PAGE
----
“Hopefully, things are going in the right direction. The air industry is picking back up, and you know staffing levels are back on track and, hopefully this year, potentially a return to how it was before the pandemic hit us all.”

If you’ve read or heard interviews with Karl, you’ll know that despite the music that is Death Metal, old school Death Metal, his attitude is always positive. Even the songs, although they sound negative, they’re not. “Absolutely. I think that comes with age and experience, you know. I think the songs that I tend to write about have got an element of hope in them. There’s always a kind of joyous juxtaposition.

“For example, All Is Lost, from the new album, sounds quite a negative kind of thing. But that song is about hope in life, and there’s always, at the end of the song, a statement about living for the moment and enjoying what you have and doing what you can while you can, making the best of the situation. That’s what life’s all about. I think I’ve got to that point in my life now, at 56, I can write about those experiences. I probably wouldn’t have been able to write a song like that maybe 20 or 30 years ago.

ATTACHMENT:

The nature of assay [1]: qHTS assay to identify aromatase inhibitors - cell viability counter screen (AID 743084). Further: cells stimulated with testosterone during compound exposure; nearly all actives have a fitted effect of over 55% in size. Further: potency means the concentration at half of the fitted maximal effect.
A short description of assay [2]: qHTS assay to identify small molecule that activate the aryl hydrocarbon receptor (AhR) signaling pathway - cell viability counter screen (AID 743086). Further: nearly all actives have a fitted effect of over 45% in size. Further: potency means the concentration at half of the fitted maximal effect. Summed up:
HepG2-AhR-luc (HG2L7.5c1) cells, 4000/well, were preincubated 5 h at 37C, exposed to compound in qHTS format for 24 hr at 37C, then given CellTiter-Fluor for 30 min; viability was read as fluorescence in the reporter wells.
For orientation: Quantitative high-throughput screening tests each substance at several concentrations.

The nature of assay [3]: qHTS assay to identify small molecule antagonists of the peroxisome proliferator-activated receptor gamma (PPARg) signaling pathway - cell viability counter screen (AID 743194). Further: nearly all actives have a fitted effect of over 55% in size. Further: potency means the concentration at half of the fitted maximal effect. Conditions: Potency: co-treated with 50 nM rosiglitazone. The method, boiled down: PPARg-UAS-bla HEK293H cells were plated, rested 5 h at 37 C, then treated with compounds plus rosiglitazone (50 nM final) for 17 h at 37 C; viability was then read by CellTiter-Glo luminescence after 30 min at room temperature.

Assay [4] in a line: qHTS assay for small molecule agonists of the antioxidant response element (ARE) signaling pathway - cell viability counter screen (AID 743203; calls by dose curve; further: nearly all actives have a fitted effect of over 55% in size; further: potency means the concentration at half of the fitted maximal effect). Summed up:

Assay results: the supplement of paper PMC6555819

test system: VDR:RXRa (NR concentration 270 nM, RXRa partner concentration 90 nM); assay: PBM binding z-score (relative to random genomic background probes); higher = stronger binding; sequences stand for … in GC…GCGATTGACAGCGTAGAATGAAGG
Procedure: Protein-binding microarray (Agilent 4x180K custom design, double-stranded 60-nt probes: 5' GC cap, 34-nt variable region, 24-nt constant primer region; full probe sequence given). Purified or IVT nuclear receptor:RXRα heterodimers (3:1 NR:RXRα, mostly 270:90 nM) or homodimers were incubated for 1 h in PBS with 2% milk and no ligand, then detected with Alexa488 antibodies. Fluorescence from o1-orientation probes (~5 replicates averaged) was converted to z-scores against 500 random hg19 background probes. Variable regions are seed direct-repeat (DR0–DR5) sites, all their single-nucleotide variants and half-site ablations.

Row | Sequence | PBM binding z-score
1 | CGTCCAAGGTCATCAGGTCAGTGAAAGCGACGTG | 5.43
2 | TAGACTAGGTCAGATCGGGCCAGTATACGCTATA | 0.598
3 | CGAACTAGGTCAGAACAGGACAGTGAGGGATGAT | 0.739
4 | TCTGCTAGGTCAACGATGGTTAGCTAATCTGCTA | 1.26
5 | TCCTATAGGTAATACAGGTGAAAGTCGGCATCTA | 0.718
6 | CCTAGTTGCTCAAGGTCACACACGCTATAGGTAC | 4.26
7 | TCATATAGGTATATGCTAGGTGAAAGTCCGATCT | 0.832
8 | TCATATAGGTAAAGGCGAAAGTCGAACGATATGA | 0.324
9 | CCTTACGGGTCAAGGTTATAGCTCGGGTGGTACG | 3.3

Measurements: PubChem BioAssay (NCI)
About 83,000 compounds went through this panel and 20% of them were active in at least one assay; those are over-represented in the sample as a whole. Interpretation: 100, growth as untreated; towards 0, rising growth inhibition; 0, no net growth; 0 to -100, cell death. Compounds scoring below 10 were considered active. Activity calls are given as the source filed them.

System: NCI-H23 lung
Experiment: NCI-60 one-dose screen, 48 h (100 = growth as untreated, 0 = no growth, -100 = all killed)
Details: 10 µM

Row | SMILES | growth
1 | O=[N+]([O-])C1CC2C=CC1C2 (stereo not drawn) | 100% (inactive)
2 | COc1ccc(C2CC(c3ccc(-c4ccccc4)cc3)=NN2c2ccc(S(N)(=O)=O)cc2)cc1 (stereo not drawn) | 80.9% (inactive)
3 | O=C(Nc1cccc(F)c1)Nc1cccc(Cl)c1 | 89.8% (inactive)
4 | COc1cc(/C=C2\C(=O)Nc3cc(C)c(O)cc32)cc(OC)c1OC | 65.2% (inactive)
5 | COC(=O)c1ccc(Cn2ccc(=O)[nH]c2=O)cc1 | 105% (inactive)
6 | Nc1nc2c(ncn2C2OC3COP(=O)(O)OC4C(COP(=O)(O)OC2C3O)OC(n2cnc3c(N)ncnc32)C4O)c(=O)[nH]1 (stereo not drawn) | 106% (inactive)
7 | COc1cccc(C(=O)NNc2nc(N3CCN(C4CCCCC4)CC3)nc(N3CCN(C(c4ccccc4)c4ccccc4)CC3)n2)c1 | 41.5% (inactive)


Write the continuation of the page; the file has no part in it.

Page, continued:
“But now I’ve got to this point in my life. I kind of draw from the experiences we’ve been through, and that resonates with the people that listen to the music as well. A lot of people that listen to us have grown with us in age, and so we’ve all been through all these different experiences. We’ve all been through loss, sorrow, grief, mourning, and joy. You know all the essential parts of life and the kind of ingredients that make us the people that we are.

“A lot of the songs that I do are drawn from direct experience of life and always have kind of a positive message to them. I think that’s important, really, in that it’s always something positive to get from them. So that’s good.”

In Part Two, which you can read here, Karl talks about riffs, the inspiration he finds in the world and how Rise To Power sees some phenomenal performances.

Sleeve Notes